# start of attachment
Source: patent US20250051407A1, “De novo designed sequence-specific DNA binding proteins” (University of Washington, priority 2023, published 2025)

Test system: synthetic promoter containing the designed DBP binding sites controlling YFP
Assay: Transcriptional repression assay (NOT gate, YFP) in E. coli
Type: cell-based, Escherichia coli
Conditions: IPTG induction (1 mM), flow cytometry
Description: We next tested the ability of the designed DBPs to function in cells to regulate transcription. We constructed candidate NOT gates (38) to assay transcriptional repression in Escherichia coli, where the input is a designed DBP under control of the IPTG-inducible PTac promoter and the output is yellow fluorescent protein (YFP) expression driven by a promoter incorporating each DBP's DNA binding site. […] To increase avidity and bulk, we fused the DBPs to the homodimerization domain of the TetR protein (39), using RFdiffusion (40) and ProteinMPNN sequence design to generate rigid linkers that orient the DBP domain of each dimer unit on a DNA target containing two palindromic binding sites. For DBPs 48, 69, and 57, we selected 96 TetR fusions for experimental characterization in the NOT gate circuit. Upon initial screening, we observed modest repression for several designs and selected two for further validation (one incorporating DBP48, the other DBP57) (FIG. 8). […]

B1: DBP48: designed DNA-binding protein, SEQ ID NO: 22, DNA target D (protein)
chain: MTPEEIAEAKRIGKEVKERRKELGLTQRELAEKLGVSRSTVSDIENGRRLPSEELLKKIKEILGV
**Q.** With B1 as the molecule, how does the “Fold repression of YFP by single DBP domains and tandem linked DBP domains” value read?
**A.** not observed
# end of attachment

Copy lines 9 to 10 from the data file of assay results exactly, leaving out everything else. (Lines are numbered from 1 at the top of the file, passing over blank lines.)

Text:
**Q.** With B1 as the molecule, how does the “Fold repression of YFP by single DBP domains and tandem linked DBP domains” value read?
**A.** not observed